As it happened, the commander of the Soviet land forces at the time was Marshal Vasily Ivanovich Chuikov. Chuikov was a war veteran of the battle of Stalingrad and was known for his theatrics and his vulgar outbursts. When he heard in 1960 abut the danger the 105mm L7 represented, he immediately contacted the commander of the tank forces, Marshal Poluboryarov, and other GABTU officials. They talked about the Object 430 and the subordinates commented on development issues said that the Object 165 D-54TS gun could not match the L7 in power. To save face they also mentioned the fact that the Nizhny Tagil bureau was developing a 115mm smoothbore, but they were unable to show it to Marshal Chuikov because the tank that carried it had just broken its suspension. Chuikov flew into a fit of rage and started yelling at them not to tell him any nonsense about a broken suspension, according to witnesses his words were:
After such "persuasion" a GABTU delegation was sent to Nizhny Tagil, asking the director Okunyev how fast the Object 166 could be mass-produced. Okunyev replied that there were no such plans as another – more modern – vehicle designated Object 167 was already in development.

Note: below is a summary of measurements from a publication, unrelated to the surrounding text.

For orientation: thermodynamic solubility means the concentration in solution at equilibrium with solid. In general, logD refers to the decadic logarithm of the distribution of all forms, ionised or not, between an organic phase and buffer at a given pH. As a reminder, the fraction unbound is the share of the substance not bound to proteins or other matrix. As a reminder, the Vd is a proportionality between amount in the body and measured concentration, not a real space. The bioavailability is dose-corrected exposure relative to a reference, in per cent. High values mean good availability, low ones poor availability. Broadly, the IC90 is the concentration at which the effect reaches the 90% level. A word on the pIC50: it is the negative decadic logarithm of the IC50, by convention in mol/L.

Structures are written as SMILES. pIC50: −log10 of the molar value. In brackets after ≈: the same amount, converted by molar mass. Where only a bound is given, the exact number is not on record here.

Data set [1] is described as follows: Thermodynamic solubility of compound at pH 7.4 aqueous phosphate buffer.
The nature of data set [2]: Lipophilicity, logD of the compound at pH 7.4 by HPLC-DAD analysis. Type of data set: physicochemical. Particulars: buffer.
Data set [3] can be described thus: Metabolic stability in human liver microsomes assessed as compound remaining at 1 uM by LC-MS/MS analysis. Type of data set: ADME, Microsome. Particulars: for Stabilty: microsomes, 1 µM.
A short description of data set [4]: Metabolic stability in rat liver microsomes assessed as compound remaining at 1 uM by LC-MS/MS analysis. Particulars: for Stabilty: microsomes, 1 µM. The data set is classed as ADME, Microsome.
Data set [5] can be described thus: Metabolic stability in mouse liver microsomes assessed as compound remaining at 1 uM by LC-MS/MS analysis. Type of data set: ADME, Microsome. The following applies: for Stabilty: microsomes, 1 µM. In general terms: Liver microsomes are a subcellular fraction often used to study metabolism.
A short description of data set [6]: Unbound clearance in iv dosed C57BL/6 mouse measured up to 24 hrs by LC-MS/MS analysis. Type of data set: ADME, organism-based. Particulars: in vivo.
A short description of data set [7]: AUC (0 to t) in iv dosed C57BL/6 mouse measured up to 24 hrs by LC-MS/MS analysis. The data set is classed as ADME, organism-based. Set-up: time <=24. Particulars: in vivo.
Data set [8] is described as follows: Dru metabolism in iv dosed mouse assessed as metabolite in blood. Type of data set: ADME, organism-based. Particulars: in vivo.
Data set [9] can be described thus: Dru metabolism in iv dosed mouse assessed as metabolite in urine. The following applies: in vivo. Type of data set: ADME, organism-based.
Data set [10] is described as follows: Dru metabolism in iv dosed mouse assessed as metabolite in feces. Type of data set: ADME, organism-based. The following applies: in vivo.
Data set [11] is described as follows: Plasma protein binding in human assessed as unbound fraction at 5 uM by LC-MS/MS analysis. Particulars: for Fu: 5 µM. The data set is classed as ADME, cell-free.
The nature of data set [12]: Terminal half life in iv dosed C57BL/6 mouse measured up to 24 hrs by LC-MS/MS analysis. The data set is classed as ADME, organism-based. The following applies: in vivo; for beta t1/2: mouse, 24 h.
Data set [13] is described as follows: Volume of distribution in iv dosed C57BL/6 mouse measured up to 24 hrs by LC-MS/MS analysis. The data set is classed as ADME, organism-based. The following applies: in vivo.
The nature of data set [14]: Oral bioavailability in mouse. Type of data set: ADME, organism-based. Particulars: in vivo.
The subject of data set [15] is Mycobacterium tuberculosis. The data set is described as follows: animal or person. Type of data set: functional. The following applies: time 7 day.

As a result of this visit, representatives of the entire Soviet tank industry were called to Moscow and after a day of "debating", Okunyev was persuaded to start the Object 166 production in July 1962. The T-62A was to be produced alongside it because the gun was supposed to be the main armament of a new tank from Kharkov and its development was "too expensive not to be used in some way" – but this attempt to save the gun also failed and in the end the T-62A was not mass-produced in any large quantities.
A series of delays for various reasons followed, but the vehicle was finally shown to the public during the 7th of November military parade when 20 vehicles of the 4th Guards division passed through Red Square. The first operational use of the T-62 was during the 1968 occupation of Czechoslovakia.
And so the T-62 was born and became one of the most famous and widely used Soviet tanks. As an export vehicle it was largely successful. Its combat record, however, is tarnished by misuse and poor training of third world troops against superior armies such as the Israeli army. Nevertheless, the T-62 had a solid design and was a worthy replacement of the T-55.